Quote
There is no onus on me to prove anything further since neither your opinion nor mine is "fact", they're our own opinions based on our perception of the evidence we've each seen and heard and processed.

Which to me reads as a concession that there is no "proof" that Smiley was scrapped at a discrete point in time.  Can you clear that up for me?


I said my *opinion" is what it is, I've spelled it out numerous times already, and the only fact is there's no factual proof for either point of the argument. It's all opinion. I don't concede what I made clear was an opinion if I don't agree with the one being offered in return. I happen to think work on Smile ended around the first week of June for good, and you think it was something else. We disagree, simple as that.
24  Smiley Smile Stuff / General On Topic Discussions / Re: SMiLE was ready in 1967 - discuss on: July 24, 2022, 07:38:39 PM
Quote
if we're judging the elements of the music in order to shape opinions and possibly reach conclusions - comes down to a purely subjective opinion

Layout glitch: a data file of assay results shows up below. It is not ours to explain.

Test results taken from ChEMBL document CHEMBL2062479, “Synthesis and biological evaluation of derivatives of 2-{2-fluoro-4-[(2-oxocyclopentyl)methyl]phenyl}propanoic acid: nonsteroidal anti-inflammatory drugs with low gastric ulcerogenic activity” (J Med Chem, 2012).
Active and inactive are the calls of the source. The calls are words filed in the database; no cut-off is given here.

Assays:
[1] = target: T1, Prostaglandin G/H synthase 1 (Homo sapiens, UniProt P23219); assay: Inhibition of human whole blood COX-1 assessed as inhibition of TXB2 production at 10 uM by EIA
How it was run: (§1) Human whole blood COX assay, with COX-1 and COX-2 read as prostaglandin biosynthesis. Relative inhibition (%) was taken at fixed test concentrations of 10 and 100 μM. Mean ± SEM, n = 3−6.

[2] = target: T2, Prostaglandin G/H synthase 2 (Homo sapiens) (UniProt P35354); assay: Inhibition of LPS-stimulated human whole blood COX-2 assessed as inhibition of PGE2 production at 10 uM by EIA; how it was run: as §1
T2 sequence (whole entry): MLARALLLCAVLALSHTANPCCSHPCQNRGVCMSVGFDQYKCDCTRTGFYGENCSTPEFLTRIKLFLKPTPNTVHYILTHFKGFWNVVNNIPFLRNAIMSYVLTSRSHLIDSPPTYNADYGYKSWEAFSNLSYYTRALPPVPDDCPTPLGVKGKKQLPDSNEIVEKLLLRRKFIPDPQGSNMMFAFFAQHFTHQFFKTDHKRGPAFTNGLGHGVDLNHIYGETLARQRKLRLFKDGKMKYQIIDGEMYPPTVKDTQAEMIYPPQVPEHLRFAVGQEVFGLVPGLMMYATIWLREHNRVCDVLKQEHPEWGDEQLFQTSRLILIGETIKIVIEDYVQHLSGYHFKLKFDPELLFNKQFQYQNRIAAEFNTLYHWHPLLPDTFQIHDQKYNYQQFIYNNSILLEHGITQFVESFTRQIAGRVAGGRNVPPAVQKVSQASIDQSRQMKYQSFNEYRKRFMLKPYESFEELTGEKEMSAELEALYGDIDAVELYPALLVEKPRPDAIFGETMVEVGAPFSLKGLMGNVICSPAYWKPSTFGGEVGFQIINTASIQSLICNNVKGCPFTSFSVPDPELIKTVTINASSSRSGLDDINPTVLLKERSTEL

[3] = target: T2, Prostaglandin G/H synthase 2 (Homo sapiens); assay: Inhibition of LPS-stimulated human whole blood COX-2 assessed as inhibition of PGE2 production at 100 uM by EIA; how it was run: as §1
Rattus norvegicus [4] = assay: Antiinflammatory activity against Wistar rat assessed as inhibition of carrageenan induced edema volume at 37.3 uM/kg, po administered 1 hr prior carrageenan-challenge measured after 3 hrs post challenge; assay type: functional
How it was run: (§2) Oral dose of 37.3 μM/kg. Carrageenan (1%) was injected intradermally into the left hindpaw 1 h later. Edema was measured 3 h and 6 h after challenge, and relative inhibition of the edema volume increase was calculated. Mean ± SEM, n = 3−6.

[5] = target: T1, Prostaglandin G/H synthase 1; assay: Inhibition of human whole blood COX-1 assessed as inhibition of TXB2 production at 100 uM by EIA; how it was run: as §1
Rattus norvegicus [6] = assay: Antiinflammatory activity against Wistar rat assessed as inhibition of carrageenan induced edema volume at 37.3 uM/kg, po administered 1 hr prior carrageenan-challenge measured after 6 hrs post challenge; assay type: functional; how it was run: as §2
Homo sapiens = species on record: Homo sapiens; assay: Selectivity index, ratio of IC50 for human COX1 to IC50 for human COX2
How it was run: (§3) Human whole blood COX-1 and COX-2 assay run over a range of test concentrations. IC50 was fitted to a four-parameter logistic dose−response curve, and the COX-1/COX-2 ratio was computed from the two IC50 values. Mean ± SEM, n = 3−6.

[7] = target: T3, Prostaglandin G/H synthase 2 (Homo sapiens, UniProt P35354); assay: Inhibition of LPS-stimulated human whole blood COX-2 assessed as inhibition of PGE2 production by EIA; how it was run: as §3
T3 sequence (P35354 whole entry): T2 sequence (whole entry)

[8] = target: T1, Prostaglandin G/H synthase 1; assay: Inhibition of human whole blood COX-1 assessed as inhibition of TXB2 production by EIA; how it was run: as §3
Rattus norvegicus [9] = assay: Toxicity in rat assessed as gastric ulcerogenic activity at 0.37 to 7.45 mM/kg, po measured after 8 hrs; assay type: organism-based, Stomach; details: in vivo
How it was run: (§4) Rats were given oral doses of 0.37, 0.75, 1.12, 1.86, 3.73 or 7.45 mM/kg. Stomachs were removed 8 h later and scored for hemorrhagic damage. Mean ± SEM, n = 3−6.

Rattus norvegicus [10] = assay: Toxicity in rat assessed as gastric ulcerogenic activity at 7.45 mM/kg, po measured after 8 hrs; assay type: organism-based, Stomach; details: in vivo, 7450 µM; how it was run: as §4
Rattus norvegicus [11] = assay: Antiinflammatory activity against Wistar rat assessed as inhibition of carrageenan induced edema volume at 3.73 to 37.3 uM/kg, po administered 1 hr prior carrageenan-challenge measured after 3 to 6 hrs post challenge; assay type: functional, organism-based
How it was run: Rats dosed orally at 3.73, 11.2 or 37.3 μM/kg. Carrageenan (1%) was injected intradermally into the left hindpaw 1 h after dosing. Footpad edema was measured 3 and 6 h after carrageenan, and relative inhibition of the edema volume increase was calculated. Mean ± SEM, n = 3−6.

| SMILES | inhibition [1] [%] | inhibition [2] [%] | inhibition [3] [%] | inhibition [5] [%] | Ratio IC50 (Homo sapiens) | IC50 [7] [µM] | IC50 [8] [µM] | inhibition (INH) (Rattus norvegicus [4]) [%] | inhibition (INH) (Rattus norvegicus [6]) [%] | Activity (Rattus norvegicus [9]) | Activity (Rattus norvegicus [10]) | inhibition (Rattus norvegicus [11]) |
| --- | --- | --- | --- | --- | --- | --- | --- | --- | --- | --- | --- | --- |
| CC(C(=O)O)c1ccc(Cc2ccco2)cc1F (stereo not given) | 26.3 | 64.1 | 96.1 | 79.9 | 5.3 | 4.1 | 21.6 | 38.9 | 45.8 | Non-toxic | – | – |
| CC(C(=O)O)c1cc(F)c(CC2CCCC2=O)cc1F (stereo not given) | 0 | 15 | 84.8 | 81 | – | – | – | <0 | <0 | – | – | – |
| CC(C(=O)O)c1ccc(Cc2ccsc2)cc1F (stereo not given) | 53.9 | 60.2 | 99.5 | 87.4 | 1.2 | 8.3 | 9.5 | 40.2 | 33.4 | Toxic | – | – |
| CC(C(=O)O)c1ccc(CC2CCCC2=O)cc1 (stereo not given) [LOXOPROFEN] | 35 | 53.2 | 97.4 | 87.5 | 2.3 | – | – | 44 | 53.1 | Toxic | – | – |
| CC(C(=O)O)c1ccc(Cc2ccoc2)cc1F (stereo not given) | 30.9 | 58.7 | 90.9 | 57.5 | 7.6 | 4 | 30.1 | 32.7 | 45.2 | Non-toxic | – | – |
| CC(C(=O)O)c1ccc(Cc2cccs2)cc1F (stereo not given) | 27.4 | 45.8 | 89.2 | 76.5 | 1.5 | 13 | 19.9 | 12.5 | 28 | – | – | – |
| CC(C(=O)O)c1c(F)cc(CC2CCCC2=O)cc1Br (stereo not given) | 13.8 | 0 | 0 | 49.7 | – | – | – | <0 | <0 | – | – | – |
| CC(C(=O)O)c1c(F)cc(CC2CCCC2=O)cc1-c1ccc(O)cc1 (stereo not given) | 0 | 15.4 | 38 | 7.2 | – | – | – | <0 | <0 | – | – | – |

That's false, though, categorically.  There is obviously latitude for interpretation, but I think that something like:

Wonderful Session 1 - Musicians Present:

Brian Wilson
Lyle Ritz

Wind Chimes Session 2 - Musicians present:

Van Dyke Parks
Chuck Berghofer
Brian

I'm in Great Shape - Musicians Present:

Jay Migliori
Van Dyke Parks
Dorothy Victor
Brian


compared to a similar breakdown of the Smiley material is objectively illustrative of the beginnings of a minimalist impulse.  Is it not?

I see it as a composer, arranger, and producer doing what he thought best suited the material at hand and what he thought would work for each song. One of the most common pieces of advice I've heard top producers and engineers give to students and at various clinics and interviews is always make decisions which serve the song, not the other way around. If Brian heard those arrangements for those songs, I think it's just that with no other implications; You may see it as a move toward minimalism, and I don't share that opinion, so we can agree to disagree. If he didn't hear a 14 piece ensemble on "Wonderful" or any of the other tracks, or he didn't want the "Good Vibrations sound" on every song he wrote, that was Brian doing what he thought best served the song.
25  Smiley Smile Stuff / General On Topic Discussions / Re: SMiLE was ready in 1967 - discuss on: July 24, 2022, 07:30:52 PM
Yeah, I guess we're just going to have to agree to disagree.  And I do apologize for not being able to tell you that I think your arguments are bad and that you're argumentative with more tact.  It just feels like you pick on me sometimes.  But if you say it's all in good faith, then I will believe you.